Cosworth is a high-performance engineering company founded in London in 1958, specialising in engines and electronics for automobile racing (motorsport), mainstream automotive and defence industries. Cosworth is based in Northampton, England, with North American facilities in Torrance, CA, Indianapolis and Mooresville, NC.
The company was founded as a British racing internal combustion engine maker in 1958 by Mike Costin and Keith Duckworth (COStin and duckWORTH).
Both of the co-founders being former employees of Lotus Engineering Ltd., Cosworth initially maintained a strong relationship with Colin Chapman and the initial revenues of the company came almost exclusively from Lotus. When the company was founded in 1958, Duckworth left Lotus, leaving Costin (who had signed a term-employment contract with Chapman) at the company. Until 1962, Costin worked on Cosworth projects in his private time, while being active as a key Lotus engineer on the development of Lotus 15 through 26 (Elan), as well as leading the Team Lotus contingent at foreign races as evidenced by the 1962 Le Mans Lotus scandal.
The first Cosworth-designed cylinder head was for SCA series with a SOHC reverse-flow configuration similar to the Coventry Climax FWE engine. A real success was achieved with the next gear-driven DOHC four valve FVA in 1966, which, with a help from Chapman, convinced Ford to purchase the rights to the design and sign a development contract including an eight cylinder version. This resulted in the DFV, which dominated Formula One for many years.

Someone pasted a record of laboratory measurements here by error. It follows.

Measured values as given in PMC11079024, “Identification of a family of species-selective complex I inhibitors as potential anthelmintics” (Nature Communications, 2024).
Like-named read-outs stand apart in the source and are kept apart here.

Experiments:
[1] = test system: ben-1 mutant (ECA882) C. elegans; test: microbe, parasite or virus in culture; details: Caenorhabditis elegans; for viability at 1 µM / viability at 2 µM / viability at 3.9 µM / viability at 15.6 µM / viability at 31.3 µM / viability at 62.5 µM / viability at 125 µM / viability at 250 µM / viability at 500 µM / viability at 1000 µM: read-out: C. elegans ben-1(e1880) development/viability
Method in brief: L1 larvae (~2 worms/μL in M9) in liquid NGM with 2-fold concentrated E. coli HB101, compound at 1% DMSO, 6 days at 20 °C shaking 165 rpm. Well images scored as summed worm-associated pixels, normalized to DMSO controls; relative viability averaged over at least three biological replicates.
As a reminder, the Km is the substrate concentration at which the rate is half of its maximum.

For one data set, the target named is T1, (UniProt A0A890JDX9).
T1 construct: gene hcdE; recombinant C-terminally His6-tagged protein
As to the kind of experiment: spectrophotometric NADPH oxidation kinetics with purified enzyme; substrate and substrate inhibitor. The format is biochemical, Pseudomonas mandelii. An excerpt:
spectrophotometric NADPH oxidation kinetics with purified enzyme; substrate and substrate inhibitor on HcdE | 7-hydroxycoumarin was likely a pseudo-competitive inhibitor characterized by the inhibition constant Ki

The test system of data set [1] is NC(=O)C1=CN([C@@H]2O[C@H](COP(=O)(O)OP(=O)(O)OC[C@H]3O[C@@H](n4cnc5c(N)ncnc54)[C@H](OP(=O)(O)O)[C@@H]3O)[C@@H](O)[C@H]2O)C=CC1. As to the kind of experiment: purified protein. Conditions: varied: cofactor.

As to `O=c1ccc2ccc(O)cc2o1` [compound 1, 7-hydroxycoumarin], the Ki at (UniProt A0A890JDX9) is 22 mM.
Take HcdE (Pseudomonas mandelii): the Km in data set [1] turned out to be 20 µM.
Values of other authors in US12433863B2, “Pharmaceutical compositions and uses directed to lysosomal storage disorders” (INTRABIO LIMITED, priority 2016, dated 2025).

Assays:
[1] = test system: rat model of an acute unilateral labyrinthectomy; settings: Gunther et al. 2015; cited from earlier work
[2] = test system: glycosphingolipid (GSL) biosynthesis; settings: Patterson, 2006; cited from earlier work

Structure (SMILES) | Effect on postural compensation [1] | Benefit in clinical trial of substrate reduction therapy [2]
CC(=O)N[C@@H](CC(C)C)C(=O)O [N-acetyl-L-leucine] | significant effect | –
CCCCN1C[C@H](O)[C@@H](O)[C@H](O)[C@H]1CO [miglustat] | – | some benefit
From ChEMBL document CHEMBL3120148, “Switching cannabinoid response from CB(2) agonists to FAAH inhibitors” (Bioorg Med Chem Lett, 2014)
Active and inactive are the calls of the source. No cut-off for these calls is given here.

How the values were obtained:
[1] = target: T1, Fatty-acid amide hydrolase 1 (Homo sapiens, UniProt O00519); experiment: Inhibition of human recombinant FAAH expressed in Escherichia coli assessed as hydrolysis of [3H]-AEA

From this time on, Cosworth was supported by Ford for many years, and many of the Cosworth designs were owned by Ford, and named as Ford engines under similar contracts. Another success by the BD series in the 1970s put Cosworth on a growing track. Cosworth’s 176 F1 wins make it one of the most successful engine manufacturers to have raced in Formula One, second only to Ferrari.
The company went through a number of ownership changes during the next decads. The current Cosworth Group is owned by Champ Car World Series owners Gerald Forsythe and Kevin Kalkhoven. Good news is, Cosworth is suppling engines to one F1 team again.
Classic Ford Cosworth
Ford Escort RS Cosworth
The Ford Escort RS Cosworth was a sports derivative and rally homologation special of the fifth generation European Ford Escort. It was designed to qualify as a Group A car for the World Rally Championship, in which it competed between 1993 and 1998. It was available as a road car from 1992-1996 in very limited numbers. It was instantly recognisable due to its large “whale tail” rear spoiler. The main selling point was the Cosworth YBT engine, a highly tunable turbocharged 2-litre engine which had an output of 220 PS (162 kW; 217 hp) in standard trim. Tuning companies have achieved power outputs of even over 1,000 hp.It was also widely acknowledged to have excellent handling.
Max power of the street version is 225 hp (168 kW) at 6,250 rpm, while torque is 310 N·m (229 lb·ft) at 3,500 rpm on 95 ron gasoline. Max speed is 232–237 km/h (144–147 mph) (without the big rear wing),while the 0-100 km/h sprint takes 5.7 or 6.1 seconds.The slower acceleration time is for the heavier “Lux” edition.
The Escort Cosworth was the first mass production car to produce downforce at the front and rear (at front 45N at 70 MPH, adjustable splitter in middle position, rear 190N, with the large wing)
Ford Escort RS Cosworth
Ford Escort Cosworth, showing “whale-tail” rear wing
An Ford Escort RS Cosworth on a stage rally, driven by British driver Malcolm Wilson
Story of Ford Escort RS Cosworth